Howling for Wolves

The white Badger Coaches bus gleamed in the moonlight as it stopped on a dirt road in Nicolet National Forest. Out walked 20 journalists, trying to silently cue up microphones, notebooks and pens.

If the wolves knew we were humans they wouldn’t howl back.

It was day four of the Institutes for Journalism and Natural Resources Mining Country Institute, and we had switched topics to wolf management. Wisconsin had its first wolf hunting season last fall, and Michigan may have its first this year. While they share a border and likely some wolf packs, the states take different approaches to wolf management.

Photo by Len Villano.

“In Wisconsin, the clear objective is population reduction,” said Dave MacFarland, wildlife biologist for the Wisconsin Department of Natural Resources. “We’re guided by several policies and documents, but the primary thing is our wolf management plan.”

The wolf management plan was approved in 1999 and sets the objective population for the species at 350 animals. MacFarland said the state Natural Resources Board wants the Department of Natural Resources to write a new wolf management plan, so that objective population could change.

The state’s current population is estimated at just over 800 wolves, and we went out to hear from some of them. Part of MacFarland’s job is to survey the wolf population, and the only way to do that is to get out in the field and howl. That night, he took us along.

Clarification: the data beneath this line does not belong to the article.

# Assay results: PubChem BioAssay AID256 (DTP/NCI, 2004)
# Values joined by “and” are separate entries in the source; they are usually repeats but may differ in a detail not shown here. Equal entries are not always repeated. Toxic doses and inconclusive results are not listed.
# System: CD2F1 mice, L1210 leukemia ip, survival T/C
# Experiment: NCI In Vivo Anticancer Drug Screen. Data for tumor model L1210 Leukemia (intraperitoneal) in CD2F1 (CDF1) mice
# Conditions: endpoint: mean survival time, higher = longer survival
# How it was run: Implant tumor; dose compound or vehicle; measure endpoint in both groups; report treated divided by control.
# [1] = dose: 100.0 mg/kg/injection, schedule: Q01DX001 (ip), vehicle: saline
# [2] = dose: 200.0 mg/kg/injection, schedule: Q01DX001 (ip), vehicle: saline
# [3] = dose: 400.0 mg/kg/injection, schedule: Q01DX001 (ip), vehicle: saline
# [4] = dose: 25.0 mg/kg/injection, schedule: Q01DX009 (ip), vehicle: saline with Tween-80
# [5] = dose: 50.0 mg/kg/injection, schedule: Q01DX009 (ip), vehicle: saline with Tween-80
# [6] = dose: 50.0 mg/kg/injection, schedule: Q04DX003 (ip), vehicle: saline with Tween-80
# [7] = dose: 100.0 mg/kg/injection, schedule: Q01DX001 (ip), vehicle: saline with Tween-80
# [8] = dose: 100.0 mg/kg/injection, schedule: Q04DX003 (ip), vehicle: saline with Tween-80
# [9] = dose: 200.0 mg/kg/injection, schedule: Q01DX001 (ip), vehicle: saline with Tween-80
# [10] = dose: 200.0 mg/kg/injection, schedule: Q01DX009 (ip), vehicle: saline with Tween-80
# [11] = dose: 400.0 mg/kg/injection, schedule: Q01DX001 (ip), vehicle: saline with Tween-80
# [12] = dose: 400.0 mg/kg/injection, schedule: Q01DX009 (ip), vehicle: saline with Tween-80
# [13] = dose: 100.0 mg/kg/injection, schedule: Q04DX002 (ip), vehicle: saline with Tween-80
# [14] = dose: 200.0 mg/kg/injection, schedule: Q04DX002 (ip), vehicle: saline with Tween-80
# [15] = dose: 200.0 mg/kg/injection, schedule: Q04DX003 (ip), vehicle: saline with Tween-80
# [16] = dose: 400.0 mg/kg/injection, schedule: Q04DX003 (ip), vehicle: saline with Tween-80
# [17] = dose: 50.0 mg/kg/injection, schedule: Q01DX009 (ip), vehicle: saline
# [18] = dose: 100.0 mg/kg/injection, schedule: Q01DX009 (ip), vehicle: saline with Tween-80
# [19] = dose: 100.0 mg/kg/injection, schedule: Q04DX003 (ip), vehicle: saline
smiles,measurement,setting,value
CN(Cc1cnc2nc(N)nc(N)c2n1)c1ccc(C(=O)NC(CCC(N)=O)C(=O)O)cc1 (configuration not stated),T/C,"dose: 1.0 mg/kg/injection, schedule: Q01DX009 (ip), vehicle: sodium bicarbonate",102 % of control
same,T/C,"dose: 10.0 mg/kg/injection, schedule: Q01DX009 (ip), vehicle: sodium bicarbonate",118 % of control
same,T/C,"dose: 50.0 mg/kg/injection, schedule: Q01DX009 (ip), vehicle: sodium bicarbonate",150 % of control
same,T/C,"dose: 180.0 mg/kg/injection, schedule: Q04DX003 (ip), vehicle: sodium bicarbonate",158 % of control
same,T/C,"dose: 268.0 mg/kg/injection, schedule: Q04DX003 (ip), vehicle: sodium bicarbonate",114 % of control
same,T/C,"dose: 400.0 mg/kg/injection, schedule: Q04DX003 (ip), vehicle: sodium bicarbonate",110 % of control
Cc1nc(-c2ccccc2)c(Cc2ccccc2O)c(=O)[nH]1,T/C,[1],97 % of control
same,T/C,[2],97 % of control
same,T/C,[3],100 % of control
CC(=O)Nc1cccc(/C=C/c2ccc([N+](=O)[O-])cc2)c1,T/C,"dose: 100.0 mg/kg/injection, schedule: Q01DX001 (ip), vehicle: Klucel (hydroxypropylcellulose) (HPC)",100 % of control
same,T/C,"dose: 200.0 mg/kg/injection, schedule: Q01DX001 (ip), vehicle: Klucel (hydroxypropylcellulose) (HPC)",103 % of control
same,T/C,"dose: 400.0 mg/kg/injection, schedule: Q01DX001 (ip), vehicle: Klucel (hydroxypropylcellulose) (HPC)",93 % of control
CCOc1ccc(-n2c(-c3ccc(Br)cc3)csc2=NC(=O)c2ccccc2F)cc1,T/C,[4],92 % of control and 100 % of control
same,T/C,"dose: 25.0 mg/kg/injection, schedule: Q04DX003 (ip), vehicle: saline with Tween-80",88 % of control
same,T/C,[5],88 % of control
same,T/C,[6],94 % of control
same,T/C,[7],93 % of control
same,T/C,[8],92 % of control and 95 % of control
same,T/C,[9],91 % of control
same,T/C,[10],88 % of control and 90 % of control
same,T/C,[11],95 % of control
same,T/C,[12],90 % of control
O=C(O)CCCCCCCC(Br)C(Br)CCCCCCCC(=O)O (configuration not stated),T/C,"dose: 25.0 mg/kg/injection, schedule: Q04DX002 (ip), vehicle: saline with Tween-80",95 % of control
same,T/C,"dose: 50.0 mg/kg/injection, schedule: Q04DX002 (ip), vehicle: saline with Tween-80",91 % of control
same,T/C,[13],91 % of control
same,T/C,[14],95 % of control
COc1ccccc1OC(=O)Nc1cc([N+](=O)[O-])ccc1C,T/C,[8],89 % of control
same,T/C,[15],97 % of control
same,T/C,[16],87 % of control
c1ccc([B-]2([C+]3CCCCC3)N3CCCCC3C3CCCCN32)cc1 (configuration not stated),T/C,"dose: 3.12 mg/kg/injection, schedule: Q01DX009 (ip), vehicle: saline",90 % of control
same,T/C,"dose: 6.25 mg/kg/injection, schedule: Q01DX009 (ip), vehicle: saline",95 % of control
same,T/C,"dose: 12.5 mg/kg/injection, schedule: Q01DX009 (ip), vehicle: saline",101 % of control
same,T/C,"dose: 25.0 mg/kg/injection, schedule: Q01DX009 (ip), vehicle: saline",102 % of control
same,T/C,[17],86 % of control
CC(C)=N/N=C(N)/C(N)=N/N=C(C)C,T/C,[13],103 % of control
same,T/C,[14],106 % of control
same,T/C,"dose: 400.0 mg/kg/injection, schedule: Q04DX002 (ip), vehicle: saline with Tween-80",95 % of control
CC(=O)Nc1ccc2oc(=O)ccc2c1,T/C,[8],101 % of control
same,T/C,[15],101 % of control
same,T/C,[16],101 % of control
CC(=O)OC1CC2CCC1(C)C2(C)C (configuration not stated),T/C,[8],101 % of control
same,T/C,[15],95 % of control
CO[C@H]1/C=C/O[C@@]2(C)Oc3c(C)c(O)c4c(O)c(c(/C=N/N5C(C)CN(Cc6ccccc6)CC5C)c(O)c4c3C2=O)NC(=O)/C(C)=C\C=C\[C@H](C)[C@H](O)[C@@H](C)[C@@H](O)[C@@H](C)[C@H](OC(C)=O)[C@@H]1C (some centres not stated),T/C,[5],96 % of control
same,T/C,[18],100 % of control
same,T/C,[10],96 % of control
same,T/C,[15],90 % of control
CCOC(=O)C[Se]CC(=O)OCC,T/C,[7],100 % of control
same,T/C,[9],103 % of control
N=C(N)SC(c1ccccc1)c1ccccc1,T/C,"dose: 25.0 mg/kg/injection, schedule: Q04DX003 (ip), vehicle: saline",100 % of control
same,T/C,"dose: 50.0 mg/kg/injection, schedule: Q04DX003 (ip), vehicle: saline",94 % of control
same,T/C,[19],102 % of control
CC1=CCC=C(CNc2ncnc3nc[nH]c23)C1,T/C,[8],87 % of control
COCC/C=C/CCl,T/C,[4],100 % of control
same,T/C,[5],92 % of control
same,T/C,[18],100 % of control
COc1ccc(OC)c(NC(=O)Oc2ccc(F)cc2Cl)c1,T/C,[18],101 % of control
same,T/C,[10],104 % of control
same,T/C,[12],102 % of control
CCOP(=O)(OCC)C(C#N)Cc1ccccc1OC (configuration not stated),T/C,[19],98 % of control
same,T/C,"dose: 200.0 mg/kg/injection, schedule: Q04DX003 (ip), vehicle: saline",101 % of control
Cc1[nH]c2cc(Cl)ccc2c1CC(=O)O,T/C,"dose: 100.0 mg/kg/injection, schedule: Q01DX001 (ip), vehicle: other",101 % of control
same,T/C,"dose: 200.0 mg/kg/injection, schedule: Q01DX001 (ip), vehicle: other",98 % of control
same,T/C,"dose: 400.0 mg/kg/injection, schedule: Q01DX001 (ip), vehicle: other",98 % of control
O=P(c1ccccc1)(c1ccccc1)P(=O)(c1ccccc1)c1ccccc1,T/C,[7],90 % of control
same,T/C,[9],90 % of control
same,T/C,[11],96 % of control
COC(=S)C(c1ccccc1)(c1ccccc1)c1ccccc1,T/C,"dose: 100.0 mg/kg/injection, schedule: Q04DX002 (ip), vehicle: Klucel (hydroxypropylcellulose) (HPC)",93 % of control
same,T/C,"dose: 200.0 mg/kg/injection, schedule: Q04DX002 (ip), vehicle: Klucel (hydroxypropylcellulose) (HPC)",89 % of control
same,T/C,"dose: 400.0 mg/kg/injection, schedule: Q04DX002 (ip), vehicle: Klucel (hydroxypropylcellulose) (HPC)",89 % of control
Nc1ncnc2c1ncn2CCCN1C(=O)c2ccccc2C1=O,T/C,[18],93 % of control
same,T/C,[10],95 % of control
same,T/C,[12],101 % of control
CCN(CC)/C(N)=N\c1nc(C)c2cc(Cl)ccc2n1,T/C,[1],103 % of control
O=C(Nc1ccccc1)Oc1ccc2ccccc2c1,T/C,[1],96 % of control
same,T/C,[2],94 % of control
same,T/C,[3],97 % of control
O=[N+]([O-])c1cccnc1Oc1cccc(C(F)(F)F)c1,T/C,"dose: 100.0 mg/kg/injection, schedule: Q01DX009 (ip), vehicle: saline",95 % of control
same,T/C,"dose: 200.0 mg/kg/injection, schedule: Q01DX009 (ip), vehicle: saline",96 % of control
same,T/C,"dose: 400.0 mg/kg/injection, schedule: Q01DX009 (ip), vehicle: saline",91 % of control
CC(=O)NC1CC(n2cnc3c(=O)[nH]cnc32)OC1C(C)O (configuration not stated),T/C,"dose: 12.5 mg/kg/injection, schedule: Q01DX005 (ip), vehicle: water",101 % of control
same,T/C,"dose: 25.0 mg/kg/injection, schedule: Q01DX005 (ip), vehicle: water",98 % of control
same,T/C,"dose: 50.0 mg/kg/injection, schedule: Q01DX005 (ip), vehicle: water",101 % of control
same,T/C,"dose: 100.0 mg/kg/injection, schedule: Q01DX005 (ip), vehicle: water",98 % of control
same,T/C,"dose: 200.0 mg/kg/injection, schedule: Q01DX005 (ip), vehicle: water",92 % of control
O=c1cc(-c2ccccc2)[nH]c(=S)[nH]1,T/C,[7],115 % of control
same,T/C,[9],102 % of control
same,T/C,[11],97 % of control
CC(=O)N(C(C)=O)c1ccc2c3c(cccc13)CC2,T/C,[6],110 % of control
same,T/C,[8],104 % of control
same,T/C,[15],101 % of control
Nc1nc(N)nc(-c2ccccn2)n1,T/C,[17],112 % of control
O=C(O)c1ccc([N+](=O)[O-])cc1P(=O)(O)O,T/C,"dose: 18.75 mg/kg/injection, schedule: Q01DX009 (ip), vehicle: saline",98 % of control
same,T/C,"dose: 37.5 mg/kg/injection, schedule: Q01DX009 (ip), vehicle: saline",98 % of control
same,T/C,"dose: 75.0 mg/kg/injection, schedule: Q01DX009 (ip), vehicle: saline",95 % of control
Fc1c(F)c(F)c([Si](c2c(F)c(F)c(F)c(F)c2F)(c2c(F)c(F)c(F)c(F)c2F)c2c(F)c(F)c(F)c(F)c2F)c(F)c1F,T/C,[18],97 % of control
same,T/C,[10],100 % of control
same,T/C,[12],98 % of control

“People like to think they’re really good at howling, but I need to remind myself that wolves will howl back at police cars and stuff, so it’s not rocket science,” MacFarland said as we approached the forest. “Basically just try and sound like a wolf. It’s a wolf howl. You don’t want to be too high pitched. You want to have a little baritone in there to avoid sounding like a coyote or something. It’s just sort of a… whooooooo.”

Click here to listen to MacFarland’s practiced howl>>

We were looking for a pack MacFarland estimated to have four animals and reproduce. Those wolves have stuck to their 40 square-mile territory for long enough that he was confident they were nearby, but not confident they’d respond. He doesn’t usually roll with a busload of 20 novice howlers, after all.

Speaking of novice howling, click here to listen to the reporters’ howl attempt>>

The first stop was unsuccessful, since nearby dogs returned MacFarland’s howls. We moved a mile and a half down the road and tried again. This time, we got a response. (The jury’s still out on whether it was a real wolf or a cell phone recording of MacFarland’s howl.)

Wisconsin’s 2013 wolf hunting season will open Oct. 15, and the harvest quotas were moved from 201 animals in 2012 to 275 this year. Only 117 were harvested last year, which MacFarland said didn’t change the population. This year he anticipates a 10 to 20 percent population reduction.

For more information, read “Wisconsin Wolf Hunting Season Opens in October,” published last year.